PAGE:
Gordon Brown will unveil tax breaks for households generating their own green energy as he uses his eleventh budget to challenge the environmental credentials of David Cameron’s Conservatives by proposing incentives to tackle climate change.Whitehall sources said last night that Mr Brown is likely to encourage people to install solar panels, wind turbines and other carbon-free sources of energy in their homes by exempting from income tax any money made by selling excess power back to the national grid.
In what is almost certain to be his last budget speech, the chancellor will contrast his “carrots and sticks” approach to tackling climate change with the clampdown on air travel suggested by the opposition.
To highlight the difference in approach, he is expected to increase road tax on the worst polluting vehicles while reducing excise duties for owners of more fuel-efficient cars. Taxes on so-called “gas guzzlers” bought new since April are expected to double to about £400 over the next two years, while most cars owners will face inflation-linked increases. The lowest emission cars will continue to be free of excise duties.
Mr Brown will also announce that he is lobbying Brussels for VAT on energy-efficient goods in the home to be cut to 5%. He is thought to favour encouraging households to install double-glazing, low-energy light bulbs and better insulation rather than hitting them with new taxes.
The other central theme of the budget will be the announcement that education would be the big winner from this summer’s comprehensive spending review, which allocates money to Whitehall departments for the three years from spring 2008. Mr Brown is expected to announce that spending will grow by about 2% on average, the smallest increase since Labour’s first two years in power. But while other departments will have to wait until June or July for their allocations, that for education will be announced on Wednesday.
With the IMF forecasting that the UK will have the fastest-growing economy of any G7 country this year, Mr Brown will give an upbeat assessment and intends to stick by his forecast in December’s pre-budget report that growth will be about 3% this year. He will insist that, having made the economy stable over the past decade, the challenge for the next decade is to make this sustainable.
He wrote last week to fellow EU finance ministers urging them to support lowering VAT on green goods – a move which Brussels would have to approve. His move may help counter criticism from groups such as Friends of the Earth that he has not been tough enough on the environment during his decade at the Treasury.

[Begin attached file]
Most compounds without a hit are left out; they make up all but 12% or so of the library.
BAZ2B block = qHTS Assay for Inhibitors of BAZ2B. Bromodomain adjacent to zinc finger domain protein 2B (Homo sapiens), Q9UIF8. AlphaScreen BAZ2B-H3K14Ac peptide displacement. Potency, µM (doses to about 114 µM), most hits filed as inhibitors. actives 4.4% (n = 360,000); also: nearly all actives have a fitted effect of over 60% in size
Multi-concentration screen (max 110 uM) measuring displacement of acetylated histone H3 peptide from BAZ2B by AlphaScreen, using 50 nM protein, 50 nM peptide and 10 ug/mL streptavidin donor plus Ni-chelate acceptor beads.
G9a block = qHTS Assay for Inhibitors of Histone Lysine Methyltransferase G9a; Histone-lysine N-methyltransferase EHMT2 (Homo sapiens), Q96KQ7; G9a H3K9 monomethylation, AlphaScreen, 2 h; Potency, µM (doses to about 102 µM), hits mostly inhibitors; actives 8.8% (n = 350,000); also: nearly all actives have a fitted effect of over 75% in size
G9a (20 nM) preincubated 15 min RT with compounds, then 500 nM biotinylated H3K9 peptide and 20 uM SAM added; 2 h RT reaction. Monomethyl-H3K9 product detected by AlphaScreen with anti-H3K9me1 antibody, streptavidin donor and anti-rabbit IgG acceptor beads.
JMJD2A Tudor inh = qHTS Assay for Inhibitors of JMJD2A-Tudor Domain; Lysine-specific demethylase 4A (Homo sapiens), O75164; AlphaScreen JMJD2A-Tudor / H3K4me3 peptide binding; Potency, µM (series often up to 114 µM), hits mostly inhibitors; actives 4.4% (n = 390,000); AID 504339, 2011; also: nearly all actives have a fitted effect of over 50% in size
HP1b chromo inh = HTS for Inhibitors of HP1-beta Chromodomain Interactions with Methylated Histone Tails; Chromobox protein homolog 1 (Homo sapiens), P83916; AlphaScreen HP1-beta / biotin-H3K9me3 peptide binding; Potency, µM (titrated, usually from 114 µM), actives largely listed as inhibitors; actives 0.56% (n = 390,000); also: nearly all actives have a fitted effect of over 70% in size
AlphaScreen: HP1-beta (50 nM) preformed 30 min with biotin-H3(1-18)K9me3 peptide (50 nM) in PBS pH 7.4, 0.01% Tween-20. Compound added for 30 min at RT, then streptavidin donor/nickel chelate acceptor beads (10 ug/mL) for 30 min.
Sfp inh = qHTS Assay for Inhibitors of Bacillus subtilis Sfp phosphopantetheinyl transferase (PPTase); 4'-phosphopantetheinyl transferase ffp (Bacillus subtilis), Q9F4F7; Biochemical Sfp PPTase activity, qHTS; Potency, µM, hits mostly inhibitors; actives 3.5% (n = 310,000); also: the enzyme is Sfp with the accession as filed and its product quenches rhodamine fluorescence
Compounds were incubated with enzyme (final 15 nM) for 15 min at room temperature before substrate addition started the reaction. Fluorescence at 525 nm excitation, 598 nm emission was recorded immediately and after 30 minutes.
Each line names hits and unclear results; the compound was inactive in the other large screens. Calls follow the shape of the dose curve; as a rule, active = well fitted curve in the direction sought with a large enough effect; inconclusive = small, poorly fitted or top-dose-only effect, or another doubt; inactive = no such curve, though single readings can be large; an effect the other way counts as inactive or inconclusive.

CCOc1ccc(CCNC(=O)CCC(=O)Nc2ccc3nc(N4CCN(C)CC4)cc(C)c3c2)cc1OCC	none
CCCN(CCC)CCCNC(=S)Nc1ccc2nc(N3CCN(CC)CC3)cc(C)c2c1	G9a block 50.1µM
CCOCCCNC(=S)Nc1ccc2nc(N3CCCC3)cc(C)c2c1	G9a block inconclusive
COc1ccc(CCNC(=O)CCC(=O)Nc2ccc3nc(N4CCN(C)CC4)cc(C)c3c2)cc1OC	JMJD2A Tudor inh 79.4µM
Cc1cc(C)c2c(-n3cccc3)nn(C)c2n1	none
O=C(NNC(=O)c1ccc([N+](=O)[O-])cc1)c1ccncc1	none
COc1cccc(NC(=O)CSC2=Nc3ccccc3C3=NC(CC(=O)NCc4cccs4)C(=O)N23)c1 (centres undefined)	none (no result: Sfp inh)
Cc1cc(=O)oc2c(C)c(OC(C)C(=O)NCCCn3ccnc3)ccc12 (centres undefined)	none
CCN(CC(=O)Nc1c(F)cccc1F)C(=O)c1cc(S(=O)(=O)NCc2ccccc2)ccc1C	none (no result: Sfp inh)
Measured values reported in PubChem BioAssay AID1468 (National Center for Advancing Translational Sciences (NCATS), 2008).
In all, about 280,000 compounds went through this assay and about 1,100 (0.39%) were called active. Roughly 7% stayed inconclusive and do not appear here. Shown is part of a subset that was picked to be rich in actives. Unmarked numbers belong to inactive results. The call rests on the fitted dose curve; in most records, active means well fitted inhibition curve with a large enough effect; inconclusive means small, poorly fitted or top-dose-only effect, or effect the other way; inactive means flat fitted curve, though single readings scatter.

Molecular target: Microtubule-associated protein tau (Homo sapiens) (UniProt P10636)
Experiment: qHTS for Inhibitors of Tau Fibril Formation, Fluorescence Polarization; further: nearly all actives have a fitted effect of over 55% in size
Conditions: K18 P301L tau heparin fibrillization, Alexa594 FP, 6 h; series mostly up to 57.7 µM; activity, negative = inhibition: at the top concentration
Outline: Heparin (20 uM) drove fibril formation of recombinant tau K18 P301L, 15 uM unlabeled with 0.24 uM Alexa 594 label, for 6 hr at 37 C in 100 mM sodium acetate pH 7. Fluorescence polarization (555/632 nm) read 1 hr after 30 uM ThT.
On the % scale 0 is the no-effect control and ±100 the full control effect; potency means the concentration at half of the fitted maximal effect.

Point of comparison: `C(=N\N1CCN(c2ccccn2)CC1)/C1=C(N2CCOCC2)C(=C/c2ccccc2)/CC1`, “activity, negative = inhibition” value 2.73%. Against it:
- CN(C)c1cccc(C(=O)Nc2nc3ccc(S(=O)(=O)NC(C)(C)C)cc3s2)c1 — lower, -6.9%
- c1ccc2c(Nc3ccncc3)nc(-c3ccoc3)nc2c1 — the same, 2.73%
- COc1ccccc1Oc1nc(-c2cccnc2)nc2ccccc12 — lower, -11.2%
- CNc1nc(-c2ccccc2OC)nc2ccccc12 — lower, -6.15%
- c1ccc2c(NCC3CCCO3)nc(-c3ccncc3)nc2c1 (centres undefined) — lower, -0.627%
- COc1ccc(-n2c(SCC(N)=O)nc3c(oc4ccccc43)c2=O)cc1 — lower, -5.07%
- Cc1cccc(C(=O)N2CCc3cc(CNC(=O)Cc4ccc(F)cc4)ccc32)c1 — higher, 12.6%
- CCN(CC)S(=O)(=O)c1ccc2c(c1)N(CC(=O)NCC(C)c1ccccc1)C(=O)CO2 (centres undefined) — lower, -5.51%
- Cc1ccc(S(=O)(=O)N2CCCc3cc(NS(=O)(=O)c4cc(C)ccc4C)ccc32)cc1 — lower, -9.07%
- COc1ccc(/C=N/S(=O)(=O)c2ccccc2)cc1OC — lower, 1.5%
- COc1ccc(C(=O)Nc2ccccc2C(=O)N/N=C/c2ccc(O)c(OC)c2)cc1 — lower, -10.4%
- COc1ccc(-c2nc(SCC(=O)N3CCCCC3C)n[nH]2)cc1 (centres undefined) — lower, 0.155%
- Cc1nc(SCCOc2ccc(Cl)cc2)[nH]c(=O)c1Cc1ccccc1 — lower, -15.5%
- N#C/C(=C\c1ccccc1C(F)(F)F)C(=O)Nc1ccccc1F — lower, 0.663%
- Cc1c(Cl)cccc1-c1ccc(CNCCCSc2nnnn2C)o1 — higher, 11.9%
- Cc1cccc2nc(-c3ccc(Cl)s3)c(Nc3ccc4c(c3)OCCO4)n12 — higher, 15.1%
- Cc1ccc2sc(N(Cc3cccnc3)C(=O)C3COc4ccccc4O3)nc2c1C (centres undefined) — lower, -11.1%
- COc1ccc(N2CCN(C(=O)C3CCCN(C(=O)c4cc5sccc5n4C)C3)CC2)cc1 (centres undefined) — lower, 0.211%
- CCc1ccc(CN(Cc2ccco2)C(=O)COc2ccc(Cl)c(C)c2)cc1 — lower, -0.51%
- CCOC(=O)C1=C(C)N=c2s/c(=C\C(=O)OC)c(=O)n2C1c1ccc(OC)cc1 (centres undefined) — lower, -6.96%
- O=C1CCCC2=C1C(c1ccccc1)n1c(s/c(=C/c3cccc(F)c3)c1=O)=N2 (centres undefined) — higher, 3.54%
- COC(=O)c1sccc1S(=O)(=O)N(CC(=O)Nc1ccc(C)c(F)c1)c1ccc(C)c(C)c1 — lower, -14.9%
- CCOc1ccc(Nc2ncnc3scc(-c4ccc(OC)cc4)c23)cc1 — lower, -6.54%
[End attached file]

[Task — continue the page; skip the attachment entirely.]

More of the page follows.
But Friends of the Earth’s economics campaigner, Dave Timms, said: “With the exception of 1999, Gordon Brown’s budgets have done little to tackle climate change. Indeed, some of his decisions, such as abandoning the fuel price escalator, have actually led to significant increases in carbon dioxide emissions.”
FoE said in the eight years before Labour came to power green taxes, as a proportion of overall taxes, rose from 7.8% to 9.4%. But by 2005, the latest year for which information is available, Mr Brown had let this percentage fall to 7.7%.
In his letter to Laszlo Kovacs, Europe’s tax commissioner, Mr Brown said: “We need as a matter of urgency to improve the energy-efficient and energy-saving behaviour of all energy consumers.
“Incentives are needed to help address a number of failures in the market for these products. First, contrary to the ‘polluter pays principle’, the consumer who chooses a product designed to emit less pollution pays more. Second, there appears to be some short-sightedness in the market where many consumers choose an inefficient equivalent, despite the fact that in the long term the inefficient products costs more.
“Reducing the VAT on energy-efficient products would be an effective way of helping to tackle these market failures.”
In a separate letter to fellow EU finance ministers, Mr Brown said he was willing to drop his normal opposition to tax harmonisation for the sake of the environment.
The battle over which party is best placed to claim the green vote continued yesterday when Mr Cameron accused Mr Brown of lacking courage on environmental taxation. “He’s telling people what they want to hear – that you can go green without paying the price. That’s not leadership, that’s not substance,” he told the Tories’ spring forum in Nottingham.
The Conservatives also urged Mr Brown to use the budget to cut the headline rate of corporation tax by 3p, worth £4.5bn a year, to be paid for by scrapping complex reliefs and reducing allowances. They claim Britain has had the biggest increase in taxation legislation in the world during the last decade. Mr Brown hinted at a corporation tax cut in an interview with the Financial Times last week and senior Tories believe he is planning one.
“British businesses are suffering from the double burden of high business tax rates and the most complex tax system in the developed world,” said George Osborne, the shadow chancellor. A 3p cut “would be a welcome simplification of taxes rather than an overall cut in tax”, he said, which “could be done while protecting key special allowances…”.